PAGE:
The staff this old man Esper carries can fire a powerful lightning strike at enemies.
Ramuh looks similar to a human, appearing old. He has an enormous beard that extends to his feet, and is dressed in a single green robe, while carrying a pink staff with a red orb. When communicating with the party, Ramuh is sagely, and is very empathetic to the Returners.
Ramuh plays a major role as Terra's guardian while she is coming to her senses in Zozo. He sends the Returners to Vector to rescue his friends, including Terra's father, Maduin. Afterwards, he turns himself into magicite, and offers himself, Kirin, Siren and Cait Sith to the party.
Mog mentions that Ramuh has appeared to him in dreams and has told him to fight alongside the party; in the Japanese and GBA versions Mog also says that it was Ramuh, through these dreams, who taught him how to speak. Dissidia Final Fantasy makes mention of this in its Summon files on Ramuh. When the player fights Ifrit and Shiva in the Magitek Research Facility they sense Ramuh's power and stop, implying, as in Final Fantasy V, that Ifrit and Ramuh know each other.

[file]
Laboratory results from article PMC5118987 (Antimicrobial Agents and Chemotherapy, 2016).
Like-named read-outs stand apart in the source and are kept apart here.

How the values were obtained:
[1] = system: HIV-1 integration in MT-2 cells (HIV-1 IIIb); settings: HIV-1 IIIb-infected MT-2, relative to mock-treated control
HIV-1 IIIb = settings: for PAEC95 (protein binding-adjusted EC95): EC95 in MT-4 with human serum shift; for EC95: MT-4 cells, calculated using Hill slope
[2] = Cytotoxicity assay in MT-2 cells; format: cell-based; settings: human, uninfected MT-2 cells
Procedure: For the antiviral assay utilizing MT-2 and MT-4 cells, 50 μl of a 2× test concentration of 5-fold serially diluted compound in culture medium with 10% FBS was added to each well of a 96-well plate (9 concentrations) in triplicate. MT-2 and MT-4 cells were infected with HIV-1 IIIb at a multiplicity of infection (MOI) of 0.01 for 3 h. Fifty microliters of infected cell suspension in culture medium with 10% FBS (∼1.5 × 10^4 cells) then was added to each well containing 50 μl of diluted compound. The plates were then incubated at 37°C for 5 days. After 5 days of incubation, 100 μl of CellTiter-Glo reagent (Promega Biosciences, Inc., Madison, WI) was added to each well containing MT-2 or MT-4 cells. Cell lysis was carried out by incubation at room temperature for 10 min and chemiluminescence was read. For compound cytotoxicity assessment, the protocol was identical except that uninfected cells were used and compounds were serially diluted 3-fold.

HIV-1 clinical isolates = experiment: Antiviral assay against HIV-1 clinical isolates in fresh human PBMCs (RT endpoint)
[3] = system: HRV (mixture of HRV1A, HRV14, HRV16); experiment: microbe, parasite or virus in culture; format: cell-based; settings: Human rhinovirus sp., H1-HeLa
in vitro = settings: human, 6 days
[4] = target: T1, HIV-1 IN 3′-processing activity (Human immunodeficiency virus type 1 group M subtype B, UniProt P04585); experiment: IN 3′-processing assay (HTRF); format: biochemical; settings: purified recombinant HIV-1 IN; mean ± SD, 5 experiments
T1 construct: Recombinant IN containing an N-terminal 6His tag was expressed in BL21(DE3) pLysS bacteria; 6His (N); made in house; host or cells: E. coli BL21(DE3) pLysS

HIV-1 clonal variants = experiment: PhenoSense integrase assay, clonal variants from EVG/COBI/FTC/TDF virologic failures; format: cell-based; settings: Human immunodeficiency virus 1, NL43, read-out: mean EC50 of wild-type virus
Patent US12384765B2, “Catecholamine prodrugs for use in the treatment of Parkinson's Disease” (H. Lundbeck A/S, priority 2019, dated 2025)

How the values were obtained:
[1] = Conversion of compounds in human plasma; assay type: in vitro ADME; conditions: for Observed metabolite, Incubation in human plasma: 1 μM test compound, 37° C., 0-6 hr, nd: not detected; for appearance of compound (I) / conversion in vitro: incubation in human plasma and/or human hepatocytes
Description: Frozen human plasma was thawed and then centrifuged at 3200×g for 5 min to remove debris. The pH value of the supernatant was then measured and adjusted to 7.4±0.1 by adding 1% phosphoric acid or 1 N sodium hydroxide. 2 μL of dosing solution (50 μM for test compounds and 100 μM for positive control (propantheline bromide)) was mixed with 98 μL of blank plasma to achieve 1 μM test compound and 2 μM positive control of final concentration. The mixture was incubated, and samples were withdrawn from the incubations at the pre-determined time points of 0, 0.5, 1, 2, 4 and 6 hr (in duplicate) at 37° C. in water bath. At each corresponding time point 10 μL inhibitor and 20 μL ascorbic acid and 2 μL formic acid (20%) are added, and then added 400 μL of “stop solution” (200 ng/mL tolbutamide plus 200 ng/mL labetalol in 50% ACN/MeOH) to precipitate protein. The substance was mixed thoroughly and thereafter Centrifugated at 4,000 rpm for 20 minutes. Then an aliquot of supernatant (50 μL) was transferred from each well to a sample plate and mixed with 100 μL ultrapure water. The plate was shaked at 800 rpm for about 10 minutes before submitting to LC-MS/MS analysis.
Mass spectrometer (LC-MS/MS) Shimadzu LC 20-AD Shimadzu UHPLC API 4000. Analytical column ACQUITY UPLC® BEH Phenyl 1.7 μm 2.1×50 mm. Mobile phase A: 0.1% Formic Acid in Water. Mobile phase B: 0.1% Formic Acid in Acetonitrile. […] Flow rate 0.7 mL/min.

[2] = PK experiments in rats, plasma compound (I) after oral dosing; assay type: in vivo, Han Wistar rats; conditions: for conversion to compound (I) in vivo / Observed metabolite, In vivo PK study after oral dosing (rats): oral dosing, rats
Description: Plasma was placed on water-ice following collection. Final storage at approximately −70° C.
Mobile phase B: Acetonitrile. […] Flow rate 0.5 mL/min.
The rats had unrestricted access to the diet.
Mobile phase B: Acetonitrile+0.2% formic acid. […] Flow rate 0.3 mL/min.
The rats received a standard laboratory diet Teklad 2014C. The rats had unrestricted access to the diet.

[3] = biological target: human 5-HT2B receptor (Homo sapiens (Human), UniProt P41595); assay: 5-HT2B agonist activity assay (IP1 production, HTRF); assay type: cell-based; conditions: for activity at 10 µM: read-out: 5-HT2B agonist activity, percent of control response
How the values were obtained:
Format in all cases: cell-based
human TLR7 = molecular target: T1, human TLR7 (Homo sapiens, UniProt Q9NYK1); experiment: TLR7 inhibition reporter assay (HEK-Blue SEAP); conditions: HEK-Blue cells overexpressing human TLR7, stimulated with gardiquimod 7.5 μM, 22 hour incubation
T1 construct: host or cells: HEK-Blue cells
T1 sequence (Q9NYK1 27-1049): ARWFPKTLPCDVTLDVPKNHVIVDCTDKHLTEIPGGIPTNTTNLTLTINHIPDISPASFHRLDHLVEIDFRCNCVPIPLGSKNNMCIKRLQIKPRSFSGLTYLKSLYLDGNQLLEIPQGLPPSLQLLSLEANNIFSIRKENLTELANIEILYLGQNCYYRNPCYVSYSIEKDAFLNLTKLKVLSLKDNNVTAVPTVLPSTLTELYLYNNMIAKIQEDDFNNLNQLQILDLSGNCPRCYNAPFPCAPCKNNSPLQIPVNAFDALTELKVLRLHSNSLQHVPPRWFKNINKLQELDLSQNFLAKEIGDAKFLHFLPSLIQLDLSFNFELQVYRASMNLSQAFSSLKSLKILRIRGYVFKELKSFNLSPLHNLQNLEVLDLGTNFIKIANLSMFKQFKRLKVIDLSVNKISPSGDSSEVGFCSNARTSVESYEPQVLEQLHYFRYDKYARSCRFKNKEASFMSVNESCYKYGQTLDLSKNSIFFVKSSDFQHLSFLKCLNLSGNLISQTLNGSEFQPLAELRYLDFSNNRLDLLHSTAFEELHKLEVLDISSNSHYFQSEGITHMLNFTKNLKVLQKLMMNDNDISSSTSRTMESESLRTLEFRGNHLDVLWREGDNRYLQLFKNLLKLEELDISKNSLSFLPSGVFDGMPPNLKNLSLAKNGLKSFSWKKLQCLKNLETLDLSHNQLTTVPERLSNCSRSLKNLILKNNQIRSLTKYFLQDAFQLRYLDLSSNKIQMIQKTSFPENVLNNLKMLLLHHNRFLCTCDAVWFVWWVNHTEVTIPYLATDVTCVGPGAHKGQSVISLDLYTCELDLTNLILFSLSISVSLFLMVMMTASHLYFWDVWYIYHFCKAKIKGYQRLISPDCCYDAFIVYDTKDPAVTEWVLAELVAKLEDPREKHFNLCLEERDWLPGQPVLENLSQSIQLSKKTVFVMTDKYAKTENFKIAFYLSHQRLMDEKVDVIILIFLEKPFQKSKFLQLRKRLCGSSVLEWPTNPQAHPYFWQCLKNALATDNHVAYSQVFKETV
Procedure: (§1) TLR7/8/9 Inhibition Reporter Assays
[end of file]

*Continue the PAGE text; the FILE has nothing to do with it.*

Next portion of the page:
Ramuh is obtained in Zozo. After meeting him, a cutscene commences, after which he is made available permanently as a magicite.
Ramuh costs 25 MP to summon, and casts Judgement Bolt (or Bolt Fist in SNES). It has a Spell Power of 50, and like many esper spells, is unblockable.
Ramuh is equippable as a magicite, and teaches the following spells:
Lahmu, who is often portrayed as a bearded man with a red sash and four to six curls on his head. Ramuh could also be loosely based on an epic Hindu poem, written by Valmiki, called Ramayana. Its protagonist is Raama (also spelled Rama), said to have been the incarnation of the Hindu god, Vishnu. The name Ramuh could be an amalgam of Raama and Vishnu.Ramuh could be based on
In the Final Fantasy series, Ramuh is an old, bearded sage with a staff who casts thunder magic. He could be based on the king Ra-mu of a supposedly sunken continent, Mu. The element of lightning could come from the Hebrew word רעם (rá'am), meaning thunder, or thunderclap. His previous name, Indra, is the name of the king of the Devas in Hindu mythology, the god of rain, lightning, and storms.